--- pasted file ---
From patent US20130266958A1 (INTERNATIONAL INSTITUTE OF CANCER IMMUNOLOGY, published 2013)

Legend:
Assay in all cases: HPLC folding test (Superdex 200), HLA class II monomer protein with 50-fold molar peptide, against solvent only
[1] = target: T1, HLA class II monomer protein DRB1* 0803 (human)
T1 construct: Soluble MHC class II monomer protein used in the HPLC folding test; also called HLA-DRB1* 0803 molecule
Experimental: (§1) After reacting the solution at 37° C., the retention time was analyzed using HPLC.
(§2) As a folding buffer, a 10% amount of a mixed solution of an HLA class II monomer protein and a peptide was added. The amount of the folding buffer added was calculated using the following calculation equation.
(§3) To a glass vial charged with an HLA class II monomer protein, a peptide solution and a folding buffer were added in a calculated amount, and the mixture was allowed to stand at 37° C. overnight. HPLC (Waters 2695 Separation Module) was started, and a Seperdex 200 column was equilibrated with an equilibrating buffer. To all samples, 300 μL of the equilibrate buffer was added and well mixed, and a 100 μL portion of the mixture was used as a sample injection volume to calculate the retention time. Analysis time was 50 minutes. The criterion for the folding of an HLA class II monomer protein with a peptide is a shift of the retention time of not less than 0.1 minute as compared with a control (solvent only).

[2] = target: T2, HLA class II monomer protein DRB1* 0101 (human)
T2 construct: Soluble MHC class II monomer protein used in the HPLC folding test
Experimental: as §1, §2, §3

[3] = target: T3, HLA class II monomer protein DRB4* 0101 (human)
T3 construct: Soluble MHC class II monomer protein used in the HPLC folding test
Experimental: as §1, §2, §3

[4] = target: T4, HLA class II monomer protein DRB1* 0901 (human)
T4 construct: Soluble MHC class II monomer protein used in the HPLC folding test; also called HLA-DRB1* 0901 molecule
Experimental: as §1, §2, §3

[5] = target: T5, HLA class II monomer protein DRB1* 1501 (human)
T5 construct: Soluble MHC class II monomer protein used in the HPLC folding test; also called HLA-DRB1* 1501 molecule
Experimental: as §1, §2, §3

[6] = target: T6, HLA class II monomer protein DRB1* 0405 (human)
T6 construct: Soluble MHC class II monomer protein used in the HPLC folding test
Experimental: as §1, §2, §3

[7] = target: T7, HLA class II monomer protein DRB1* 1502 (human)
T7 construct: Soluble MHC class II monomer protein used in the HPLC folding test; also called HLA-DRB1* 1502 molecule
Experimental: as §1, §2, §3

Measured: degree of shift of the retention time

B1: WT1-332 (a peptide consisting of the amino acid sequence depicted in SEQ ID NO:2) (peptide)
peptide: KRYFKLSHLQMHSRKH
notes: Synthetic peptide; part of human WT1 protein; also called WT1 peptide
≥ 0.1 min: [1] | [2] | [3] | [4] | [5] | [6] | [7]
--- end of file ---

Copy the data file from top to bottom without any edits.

From patent US20130266958A1 (INTERNATIONAL INSTITUTE OF CANCER IMMUNOLOGY, published 2013)

Legend:
Assay in all cases: HPLC folding test (Superdex 200), HLA class II monomer protein with 50-fold molar peptide, against solvent only
[1] = target: T1, HLA class II monomer protein DRB1* 0803 (human)
T1 construct: Soluble MHC class II monomer protein used in the HPLC folding test; also called HLA-DRB1* 0803 molecule
Experimental: (§1) After reacting the solution at 37° C., the retention time was analyzed using HPLC.
(§2) As a folding buffer, a 10% amount of a mixed solution of an HLA class II monomer protein and a peptide was added. The amount of the folding buffer added was calculated using the following calculation equation.
(§3) To a glass vial charged with an HLA class II monomer protein, a peptide solution and a folding buffer were added in a calculated amount, and the mixture was allowed to stand at 37° C. overnight. HPLC (Waters 2695 Separation Module) was started, and a Seperdex 200 column was equilibrated with an equilibrating buffer. To all samples, 300 μL of the equilibrate buffer was added and well mixed, and a 100 μL portion of the mixture was used as a sample injection volume to calculate the retention time. Analysis time was 50 minutes. The criterion for the folding of an HLA class II monomer protein with a peptide is a shift of the retention time of not less than 0.1 minute as compared with a control (solvent only).

[2] = target: T2, HLA class II monomer protein DRB1* 0101 (human)
T2 construct: Soluble MHC class II monomer protein used in the HPLC folding test
Experimental: as §1, §2, §3

[3] = target: T3, HLA class II monomer protein DRB4* 0101 (human)
T3 construct: Soluble MHC class II monomer protein used in the HPLC folding test
Experimental: as §1, §2, §3

[4] = target: T4, HLA class II monomer protein DRB1* 0901 (human)
T4 construct: Soluble MHC class II monomer protein used in the HPLC folding test; also called HLA-DRB1* 0901 molecule
Experimental: as §1, §2, §3

[5] = target: T5, HLA class II monomer protein DRB1* 1501 (human)
T5 construct: Soluble MHC class II monomer protein used in the HPLC folding test; also called HLA-DRB1* 1501 molecule
Experimental: as §1, §2, §3

[6] = target: T6, HLA class II monomer protein DRB1* 0405 (human)
T6 construct: Soluble MHC class II monomer protein used in the HPLC folding test
Experimental: as §1, §2, §3

[7] = target: T7, HLA class II monomer protein DRB1* 1502 (human)
T7 construct: Soluble MHC class II monomer protein used in the HPLC folding test; also called HLA-DRB1* 1502 molecule
Experimental: as §1, §2, §3

Measured: degree of shift of the retention time

B1: WT1-332 (a peptide consisting of the amino acid sequence depicted in SEQ ID NO:2) (peptide)
peptide: KRYFKLSHLQMHSRKH
notes: Synthetic peptide; part of human WT1 protein; also called WT1 peptide
≥ 0.1 min: [1] | [2] | [3] | [4] | [5] | [6] | [7]